From a General Conference address. (May 1992 Ensign, Our Moral Environment, President Boyd K. Packer)
While we pass laws to reduce pollution of the earth, any proposal to protect the moral and spiritual environment is shouted down and marched against as infringing upon liberty, agency, freedom, the right to choose.
Interesting how one virtue, when given exaggerated or fanatical emphasis, can be used to batter down another, with freedom, a virtue, invoked to protect vice. Those determined to transgress see any regulation of their life-style as interfering with their agency and seek to have their actions condoned by making them legal.
People who are otherwise sensible say, "I do not intend to indulge, but I vote for freedom of choice for those who do."
Regardless of how lofty and moral the "pro-choice" argument sounds, it is badly flawed. With that same logic one could argue that all traffic signs and barriers which keep the careless from danger should be pulled down on the theory that each individual must be free to choose how close to the edge he will go.
The phrase "free agency" does not appear in scripture. The only agency spoken of there is moral agency, "which," the Lord said, "I have given unto him, that every man may be accountable for his own sins in the day of judgement." (Doctrine and Covenants 101:78.)
One of the mistaken ideas we often hear associated with the "free agency" term is that it implies some ideal state of borderline anarchy. I'm pretty sure this idea has been sorely abused since Joseph Smith spoke the words, "I teach them correct principles, and they govern themselves."
Joseph never taught that it was wrong for those who know and follow the correct principles to "impose" their ideas of righteousness on others. Support for government and respect for the law are explicit principles in church doctrine. The most common associated complaint we hear from those of liberal persuasion is that we cannot exist with true freedom unless people of faith keep their mouths shut about their beliefs. We shouldn't be forcing our religion on others. We cannot legislate morality. Blah blah blah.
Apparently they believe God expects everyone to make up our minds and commit to good or evil in a sort of moral vacuum. Heaven forbid that we should ever pass laws that actually reflect the true values we understand based upon commandments of God. Unthinkable -- that would be depriving others of their "free agency"!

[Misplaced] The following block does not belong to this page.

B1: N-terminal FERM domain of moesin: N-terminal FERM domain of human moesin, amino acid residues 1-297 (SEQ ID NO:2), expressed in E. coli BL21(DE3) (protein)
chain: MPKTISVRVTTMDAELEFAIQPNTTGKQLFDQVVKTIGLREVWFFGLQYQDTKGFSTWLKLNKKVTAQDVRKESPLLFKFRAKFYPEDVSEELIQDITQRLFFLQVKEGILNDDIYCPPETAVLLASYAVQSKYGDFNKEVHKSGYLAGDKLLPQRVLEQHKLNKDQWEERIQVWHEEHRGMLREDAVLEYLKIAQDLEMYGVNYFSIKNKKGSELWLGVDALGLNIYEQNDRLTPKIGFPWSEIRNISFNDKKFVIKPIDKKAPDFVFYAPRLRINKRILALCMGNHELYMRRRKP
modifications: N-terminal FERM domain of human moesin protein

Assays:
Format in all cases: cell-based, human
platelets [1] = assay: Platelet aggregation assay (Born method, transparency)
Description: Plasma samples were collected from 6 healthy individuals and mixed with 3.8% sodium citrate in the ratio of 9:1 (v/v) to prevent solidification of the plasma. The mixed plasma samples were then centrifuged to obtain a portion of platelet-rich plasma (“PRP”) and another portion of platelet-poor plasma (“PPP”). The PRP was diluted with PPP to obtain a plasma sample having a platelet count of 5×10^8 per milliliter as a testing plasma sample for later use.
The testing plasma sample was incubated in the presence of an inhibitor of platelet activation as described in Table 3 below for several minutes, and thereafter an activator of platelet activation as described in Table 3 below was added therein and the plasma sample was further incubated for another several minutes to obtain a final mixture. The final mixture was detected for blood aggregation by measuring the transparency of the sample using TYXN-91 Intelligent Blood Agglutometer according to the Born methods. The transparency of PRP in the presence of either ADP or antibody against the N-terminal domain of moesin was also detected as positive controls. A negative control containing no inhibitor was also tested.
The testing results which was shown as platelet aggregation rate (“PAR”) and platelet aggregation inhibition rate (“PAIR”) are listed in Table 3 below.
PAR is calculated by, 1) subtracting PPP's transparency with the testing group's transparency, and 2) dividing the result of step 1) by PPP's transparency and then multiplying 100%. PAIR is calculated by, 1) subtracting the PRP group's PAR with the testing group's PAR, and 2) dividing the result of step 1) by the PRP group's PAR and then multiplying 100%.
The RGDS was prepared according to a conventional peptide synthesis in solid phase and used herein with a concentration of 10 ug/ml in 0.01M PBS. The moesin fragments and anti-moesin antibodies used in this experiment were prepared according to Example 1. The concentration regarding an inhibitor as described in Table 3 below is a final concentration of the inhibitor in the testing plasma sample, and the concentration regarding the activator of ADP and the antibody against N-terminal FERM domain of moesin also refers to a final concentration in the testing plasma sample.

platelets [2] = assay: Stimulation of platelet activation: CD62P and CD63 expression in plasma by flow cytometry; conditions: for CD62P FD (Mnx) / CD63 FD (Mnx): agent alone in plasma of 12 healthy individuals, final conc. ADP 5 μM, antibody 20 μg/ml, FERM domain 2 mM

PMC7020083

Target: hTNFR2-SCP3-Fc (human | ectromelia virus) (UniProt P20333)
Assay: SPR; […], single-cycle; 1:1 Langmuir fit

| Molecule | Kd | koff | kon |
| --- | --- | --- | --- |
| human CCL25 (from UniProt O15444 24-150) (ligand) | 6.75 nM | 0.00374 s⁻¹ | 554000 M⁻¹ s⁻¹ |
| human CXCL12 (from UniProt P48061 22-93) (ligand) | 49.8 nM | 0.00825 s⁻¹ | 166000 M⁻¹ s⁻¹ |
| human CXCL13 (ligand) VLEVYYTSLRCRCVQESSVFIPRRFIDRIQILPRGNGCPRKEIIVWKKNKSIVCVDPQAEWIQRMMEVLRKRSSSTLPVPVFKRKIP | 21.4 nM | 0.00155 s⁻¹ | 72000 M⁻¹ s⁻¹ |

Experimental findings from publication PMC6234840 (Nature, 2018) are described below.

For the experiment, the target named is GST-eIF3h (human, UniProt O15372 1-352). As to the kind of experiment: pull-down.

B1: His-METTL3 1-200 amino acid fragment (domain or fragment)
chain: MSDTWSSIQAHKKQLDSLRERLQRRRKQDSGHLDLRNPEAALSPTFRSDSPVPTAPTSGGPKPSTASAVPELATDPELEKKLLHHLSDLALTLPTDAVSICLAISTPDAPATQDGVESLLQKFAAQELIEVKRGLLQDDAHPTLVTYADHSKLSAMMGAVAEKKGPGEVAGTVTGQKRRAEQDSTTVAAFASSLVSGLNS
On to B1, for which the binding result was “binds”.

It seems almost a cliche among those who favor this thinking that implementing laws which impose moral values epitomizes "Satan's Plan". Thus the ultimate evil consists of telling someone else how to follow the laws of righteousness. If there ever was a more backward approach, it is difficult to imagine what it would be.
One of the most important teachings I know on this issue is found in 2 Nephi chapter 2. The idea of opposition is very well understood, but another important principle stands out:
Wherefore, the Lord God gave unto man that he should act for himself. Wherefore, man could not act for himself save it should be that he was enticed by the one or the other. (2 Nephi 2:16)
Clearly an important implication here is that "enticement" is an essential element in our exercise of agency. This rather contradicts the notion that true agency requires us to operate from an exclusively intrinsic base, with no external forces influencing our choices. Most of us with experience at the primary level of church education understand very well that we must be guided in our choices by the Holy Ghost -- "Choose the Right" is our motto. We choose the right by inspiration. This is our "enticement" to good. And of course there are also always evil enticements drawing us the other way.
This is the cost which enables our agency. There is no principle in the gospel that can be construed to dictate that the environment in which we are required to practice our agency must be free from rules and laws that guide our thinking and acts. Indeed, a clear view of church history with regard to civil government would seem to indicate just the opposite. The church has always promoted strong government and the passage of laws based in principles of righteousness.
In fact, under the common misapplication of the term, "free agency" actually exists nowhere. Many of us live in bondage of various forms that constrain our ability to freely make choices. I believe we must ultimately be judged for our actions based on the options available to us, and the enticements we were subject to at the time.
Elder Packer's point is a legitimate one. Moral agency is never "free" in any way. It always comes at a cost, and it is always compromised by the enticements of the world.